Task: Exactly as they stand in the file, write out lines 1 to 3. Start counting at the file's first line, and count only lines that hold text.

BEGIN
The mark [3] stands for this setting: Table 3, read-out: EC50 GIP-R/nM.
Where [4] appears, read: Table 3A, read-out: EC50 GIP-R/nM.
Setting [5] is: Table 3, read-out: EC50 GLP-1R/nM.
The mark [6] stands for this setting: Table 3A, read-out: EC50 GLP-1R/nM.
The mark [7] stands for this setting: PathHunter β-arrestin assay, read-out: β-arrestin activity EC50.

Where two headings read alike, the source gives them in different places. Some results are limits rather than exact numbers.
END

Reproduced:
The mark [3] stands for this setting: Table 3, read-out: EC50 GIP-R/nM.
Where [4] appears, read: Table 3A, read-out: EC50 GIP-R/nM.
Setting [5] is: Table 3, read-out: EC50 GLP-1R/nM.